Is it well with my soul?

I saw someone post on social media the other day that it was well with their soul. In context I believe they were referring to a thing going well in their life, and for that they wanted to thank God; absolutely and entirely appropriate. As a matter of fact, in the Joseph's Pictures 219“Law” we are instructed to bring sacrifices of thankfulness on the occasion that our hearts are so moved. God does a thing and we are excited, bring a sheep, bring some grain, bring some kind of sacrifice (that costs you something besides energy) to God to say, “Thank you God.”

When was the last time you stopped complaining and said, thank you to God? Seriously. In the midst of all the political pandering still going on, all the hate that is still being perpetrated in the guise of pretend offendedness, personal family drama, work place struggles, financial ruin, have you even stopped to look around and see what all you have to be thankful for?

When God does something wonderful in my life, I say thank you. The other day I was at home and I mowed my yard. As I mowed I thanked God for a yard to mow. I thanked God for our home, our dogs, food, a sunny day and a hot wife. (Or was that a hot day and a sunny wife I confuse them some times.) I stopped to thank God in the midst of a good day for all the good in my life.

What about when it isn’t fun?

As I sit here remembering that person’s “It is well with my soul” post, I wonder, shouldn’t I thank God when things don’t go my way? Don’t I believe he is always sovereign?

James 1:2-4 (NKJV)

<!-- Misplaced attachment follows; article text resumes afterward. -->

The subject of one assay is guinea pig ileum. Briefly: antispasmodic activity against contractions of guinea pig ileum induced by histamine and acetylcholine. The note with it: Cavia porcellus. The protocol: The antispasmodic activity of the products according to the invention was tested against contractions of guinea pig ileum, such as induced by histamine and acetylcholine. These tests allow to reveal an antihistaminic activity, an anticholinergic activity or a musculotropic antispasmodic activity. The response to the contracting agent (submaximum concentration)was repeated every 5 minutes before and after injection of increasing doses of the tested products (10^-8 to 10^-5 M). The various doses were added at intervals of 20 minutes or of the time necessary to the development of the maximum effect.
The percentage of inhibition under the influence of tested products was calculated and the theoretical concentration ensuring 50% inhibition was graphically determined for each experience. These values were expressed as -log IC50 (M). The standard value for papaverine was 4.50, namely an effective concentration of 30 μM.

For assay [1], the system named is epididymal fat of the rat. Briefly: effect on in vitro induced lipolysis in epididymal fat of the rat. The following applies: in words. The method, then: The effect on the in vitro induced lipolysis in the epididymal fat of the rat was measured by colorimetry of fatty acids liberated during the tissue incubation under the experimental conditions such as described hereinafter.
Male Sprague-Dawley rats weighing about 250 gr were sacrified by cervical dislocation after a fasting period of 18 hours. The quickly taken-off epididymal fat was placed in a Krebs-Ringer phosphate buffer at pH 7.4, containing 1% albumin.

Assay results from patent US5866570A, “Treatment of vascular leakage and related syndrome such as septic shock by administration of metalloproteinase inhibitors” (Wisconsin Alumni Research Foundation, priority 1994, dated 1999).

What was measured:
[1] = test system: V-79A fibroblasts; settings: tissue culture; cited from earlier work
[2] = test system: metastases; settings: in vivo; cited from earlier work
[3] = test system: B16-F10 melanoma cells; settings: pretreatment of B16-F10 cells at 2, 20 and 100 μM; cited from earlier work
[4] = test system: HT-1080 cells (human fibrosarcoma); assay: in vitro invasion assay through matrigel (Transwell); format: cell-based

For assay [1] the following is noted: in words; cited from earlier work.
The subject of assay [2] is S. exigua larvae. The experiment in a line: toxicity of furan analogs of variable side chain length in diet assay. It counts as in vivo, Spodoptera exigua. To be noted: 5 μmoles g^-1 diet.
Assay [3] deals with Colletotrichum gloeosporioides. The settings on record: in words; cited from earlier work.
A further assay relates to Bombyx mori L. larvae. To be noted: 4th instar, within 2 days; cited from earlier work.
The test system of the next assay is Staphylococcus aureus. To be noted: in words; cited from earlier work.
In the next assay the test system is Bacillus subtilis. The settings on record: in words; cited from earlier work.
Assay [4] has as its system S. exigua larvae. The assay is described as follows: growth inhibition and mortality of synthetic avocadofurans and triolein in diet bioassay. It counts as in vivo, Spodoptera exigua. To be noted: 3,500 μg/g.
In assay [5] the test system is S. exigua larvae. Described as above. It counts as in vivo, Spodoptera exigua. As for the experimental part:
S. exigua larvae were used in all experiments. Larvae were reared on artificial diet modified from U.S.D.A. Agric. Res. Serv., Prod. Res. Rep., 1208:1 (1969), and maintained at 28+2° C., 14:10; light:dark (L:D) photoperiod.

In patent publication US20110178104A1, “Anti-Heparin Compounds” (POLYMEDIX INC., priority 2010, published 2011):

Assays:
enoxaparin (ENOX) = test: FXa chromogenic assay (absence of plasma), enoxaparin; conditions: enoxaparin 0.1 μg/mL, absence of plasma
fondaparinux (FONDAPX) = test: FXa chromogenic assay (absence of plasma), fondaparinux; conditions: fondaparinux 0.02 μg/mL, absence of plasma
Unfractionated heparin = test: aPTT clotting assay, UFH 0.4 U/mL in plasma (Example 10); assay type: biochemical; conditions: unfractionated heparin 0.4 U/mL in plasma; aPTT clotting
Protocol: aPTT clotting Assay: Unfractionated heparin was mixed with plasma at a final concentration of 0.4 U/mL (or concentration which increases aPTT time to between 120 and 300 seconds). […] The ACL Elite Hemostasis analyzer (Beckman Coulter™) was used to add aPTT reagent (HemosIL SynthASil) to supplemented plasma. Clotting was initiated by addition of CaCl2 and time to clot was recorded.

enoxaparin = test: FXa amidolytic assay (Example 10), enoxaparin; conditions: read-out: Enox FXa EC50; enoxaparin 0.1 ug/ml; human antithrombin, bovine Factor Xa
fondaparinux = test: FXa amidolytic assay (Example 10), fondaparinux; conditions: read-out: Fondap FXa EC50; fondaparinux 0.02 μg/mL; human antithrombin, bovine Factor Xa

My brethren, count it all joy when you fall into various trials, knowing that the testing of your faith produces patience. But let patience have its perfect work, that you may be perfect and complete, lacking nothing.

Are you focused on coasting?

Life doesn’t always go the way we want it to go. It isn’t always easy. I have also come to the understanding that just like church, there is never really a “coasting” time: a time when things are perfect and we could live like this all day. There is always, I say ALWAYS, something coming at us. What I see determining peoples “joy factor” is their focus. Are you focused on the “coasting life?” If you are, let me tell you, it will NEVER come, but you will live in a state of constant frustration, discontentment and grief as you strive for it.

Rejoice, rejoice and then rejoice

Paul writes to the church in Thessalonica and tells them,

1 Thessalonians 5:16-18 (NKJV)
16 Rejoice always, 17 pray without ceasing, 18 in everything give thanks; for this is the will of God in Christ Jesus for you.

This is Paul; ship wrecked, left on the open sea, beaten and left for dead, persecuted over and over, jailed and beaten but singing through the night. He found it inside of his belief in God that he could learn and grow in the midst of suffering if he changed his focus. I cannot recall a single passage from Paul where he is in jail and says, “Pray for me to get out this is awful and unjust.” No, he says, pray that I might have boldness to proclaim the gospel in these chains.

Thunder Hole, Acadia National ParkAnyone can bring a thank offering when things are going their way. The question is, will you do it when you are floating in the ocean, hanging on to a piece of the boat that just broke up, and you see the sharks? Can you count it all joy then? Can you see God trying to teach you something eternal, or do you just scream at God because this isn’t fair?

Joy is found in a long range, eternal, “I’m here for a moment,” focus. Happiness is found in our circumstances. Happiness is a wave that crashes on the beach over and over, but it can drown you. Joy is a buoy that you can hang on to and it will keep you from drowning.

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